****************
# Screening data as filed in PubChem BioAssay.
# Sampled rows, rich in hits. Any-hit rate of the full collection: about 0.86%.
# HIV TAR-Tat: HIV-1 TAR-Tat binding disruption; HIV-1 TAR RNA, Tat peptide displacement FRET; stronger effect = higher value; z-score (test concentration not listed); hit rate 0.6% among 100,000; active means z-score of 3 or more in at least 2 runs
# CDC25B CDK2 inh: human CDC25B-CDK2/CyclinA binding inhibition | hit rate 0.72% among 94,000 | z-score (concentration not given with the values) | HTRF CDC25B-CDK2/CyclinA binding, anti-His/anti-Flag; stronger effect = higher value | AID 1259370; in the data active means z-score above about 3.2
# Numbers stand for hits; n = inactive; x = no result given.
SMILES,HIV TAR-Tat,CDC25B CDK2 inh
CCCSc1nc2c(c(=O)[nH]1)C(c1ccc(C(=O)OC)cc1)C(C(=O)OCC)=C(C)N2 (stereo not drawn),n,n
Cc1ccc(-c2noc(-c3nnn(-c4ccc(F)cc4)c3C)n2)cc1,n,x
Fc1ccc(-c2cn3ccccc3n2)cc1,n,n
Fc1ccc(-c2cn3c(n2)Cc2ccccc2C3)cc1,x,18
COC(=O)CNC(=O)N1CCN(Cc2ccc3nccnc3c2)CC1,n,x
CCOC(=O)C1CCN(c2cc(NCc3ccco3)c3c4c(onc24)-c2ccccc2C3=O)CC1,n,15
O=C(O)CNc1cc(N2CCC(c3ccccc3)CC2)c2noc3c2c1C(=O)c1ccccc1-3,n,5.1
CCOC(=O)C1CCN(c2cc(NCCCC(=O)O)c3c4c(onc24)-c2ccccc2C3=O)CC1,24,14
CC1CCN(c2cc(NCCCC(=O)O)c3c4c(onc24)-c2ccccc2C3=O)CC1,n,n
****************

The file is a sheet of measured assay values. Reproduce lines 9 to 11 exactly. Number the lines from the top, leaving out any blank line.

Fc1ccc(-c2cn3ccccc3n2)cc1,n,n
Fc1ccc(-c2cn3c(n2)Cc2ccccc2C3)cc1,x,18
COC(=O)CNC(=O)N1CCN(Cc2ccc3nccnc3c2)CC1,n,x